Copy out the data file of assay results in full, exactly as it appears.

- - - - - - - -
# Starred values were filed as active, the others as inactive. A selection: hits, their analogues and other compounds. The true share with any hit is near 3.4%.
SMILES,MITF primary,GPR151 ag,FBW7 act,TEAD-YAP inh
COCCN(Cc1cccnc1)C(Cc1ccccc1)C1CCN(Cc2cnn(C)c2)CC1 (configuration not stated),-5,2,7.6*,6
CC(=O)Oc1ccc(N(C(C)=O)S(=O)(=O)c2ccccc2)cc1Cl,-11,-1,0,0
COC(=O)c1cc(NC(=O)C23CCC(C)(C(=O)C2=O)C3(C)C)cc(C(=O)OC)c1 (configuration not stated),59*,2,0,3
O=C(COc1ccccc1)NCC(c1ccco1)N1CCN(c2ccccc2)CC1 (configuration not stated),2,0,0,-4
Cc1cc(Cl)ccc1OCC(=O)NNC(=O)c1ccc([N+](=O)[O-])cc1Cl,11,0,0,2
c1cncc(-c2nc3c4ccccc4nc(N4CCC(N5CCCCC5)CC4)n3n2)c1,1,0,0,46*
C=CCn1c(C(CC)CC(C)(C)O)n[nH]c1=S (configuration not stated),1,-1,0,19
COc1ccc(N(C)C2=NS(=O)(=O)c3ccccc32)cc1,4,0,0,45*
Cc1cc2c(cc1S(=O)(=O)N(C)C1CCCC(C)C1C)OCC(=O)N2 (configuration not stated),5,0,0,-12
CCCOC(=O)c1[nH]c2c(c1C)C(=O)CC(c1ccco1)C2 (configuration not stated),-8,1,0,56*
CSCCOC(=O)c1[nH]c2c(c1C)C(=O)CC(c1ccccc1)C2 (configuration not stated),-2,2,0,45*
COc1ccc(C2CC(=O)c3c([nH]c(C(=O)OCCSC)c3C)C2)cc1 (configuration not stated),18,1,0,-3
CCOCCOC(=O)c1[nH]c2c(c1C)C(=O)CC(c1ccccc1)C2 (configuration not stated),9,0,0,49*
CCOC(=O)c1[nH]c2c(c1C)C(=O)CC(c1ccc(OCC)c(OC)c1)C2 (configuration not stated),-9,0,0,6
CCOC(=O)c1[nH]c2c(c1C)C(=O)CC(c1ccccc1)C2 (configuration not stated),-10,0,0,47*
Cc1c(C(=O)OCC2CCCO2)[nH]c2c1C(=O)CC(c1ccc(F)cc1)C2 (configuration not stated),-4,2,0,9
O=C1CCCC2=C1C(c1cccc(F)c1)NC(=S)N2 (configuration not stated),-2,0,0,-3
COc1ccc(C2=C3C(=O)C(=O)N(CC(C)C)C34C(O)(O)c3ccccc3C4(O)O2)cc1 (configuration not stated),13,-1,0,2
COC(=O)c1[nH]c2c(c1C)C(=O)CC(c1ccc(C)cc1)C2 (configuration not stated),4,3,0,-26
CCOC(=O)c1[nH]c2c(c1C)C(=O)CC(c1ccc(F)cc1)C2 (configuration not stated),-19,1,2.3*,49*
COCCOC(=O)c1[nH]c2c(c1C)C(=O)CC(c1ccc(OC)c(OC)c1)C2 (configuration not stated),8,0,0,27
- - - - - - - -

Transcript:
# Starred values were filed as active, the others as inactive. A selection: hits, their analogues and other compounds. The true share with any hit is near 3.4%.
SMILES,MITF primary,GPR151 ag,FBW7 act,TEAD-YAP inh
COCCN(Cc1cccnc1)C(Cc1ccccc1)C1CCN(Cc2cnn(C)c2)CC1 (configuration not stated),-5,2,7.6*,6
CC(=O)Oc1ccc(N(C(C)=O)S(=O)(=O)c2ccccc2)cc1Cl,-11,-1,0,0
COC(=O)c1cc(NC(=O)C23CCC(C)(C(=O)C2=O)C3(C)C)cc(C(=O)OC)c1 (configuration not stated),59*,2,0,3
O=C(COc1ccccc1)NCC(c1ccco1)N1CCN(c2ccccc2)CC1 (configuration not stated),2,0,0,-4
Cc1cc(Cl)ccc1OCC(=O)NNC(=O)c1ccc([N+](=O)[O-])cc1Cl,11,0,0,2
c1cncc(-c2nc3c4ccccc4nc(N4CCC(N5CCCCC5)CC4)n3n2)c1,1,0,0,46*
C=CCn1c(C(CC)CC(C)(C)O)n[nH]c1=S (configuration not stated),1,-1,0,19
COc1ccc(N(C)C2=NS(=O)(=O)c3ccccc32)cc1,4,0,0,45*
Cc1cc2c(cc1S(=O)(=O)N(C)C1CCCC(C)C1C)OCC(=O)N2 (configuration not stated),5,0,0,-12
CCCOC(=O)c1[nH]c2c(c1C)C(=O)CC(c1ccco1)C2 (configuration not stated),-8,1,0,56*
CSCCOC(=O)c1[nH]c2c(c1C)C(=O)CC(c1ccccc1)C2 (configuration not stated),-2,2,0,45*
COc1ccc(C2CC(=O)c3c([nH]c(C(=O)OCCSC)c3C)C2)cc1 (configuration not stated),18,1,0,-3
CCOCCOC(=O)c1[nH]c2c(c1C)C(=O)CC(c1ccccc1)C2 (configuration not stated),9,0,0,49*
CCOC(=O)c1[nH]c2c(c1C)C(=O)CC(c1ccc(OCC)c(OC)c1)C2 (configuration not stated),-9,0,0,6
CCOC(=O)c1[nH]c2c(c1C)C(=O)CC(c1ccccc1)C2 (configuration not stated),-10,0,0,47*
Cc1c(C(=O)OCC2CCCO2)[nH]c2c1C(=O)CC(c1ccc(F)cc1)C2 (configuration not stated),-4,2,0,9
O=C1CCCC2=C1C(c1cccc(F)c1)NC(=S)N2 (configuration not stated),-2,0,0,-3
COc1ccc(C2=C3C(=O)C(=O)N(CC(C)C)C34C(O)(O)c3ccccc3C4(O)O2)cc1 (configuration not stated),13,-1,0,2
COC(=O)c1[nH]c2c(c1C)C(=O)CC(c1ccc(C)cc1)C2 (configuration not stated),4,3,0,-26
CCOC(=O)c1[nH]c2c(c1C)C(=O)CC(c1ccc(F)cc1)C2 (configuration not stated),-19,1,2.3*,49*
COCCOC(=O)c1[nH]c2c(c1C)C(=O)CC(c1ccc(OC)c(OC)c1)C2 (configuration not stated),8,0,0,27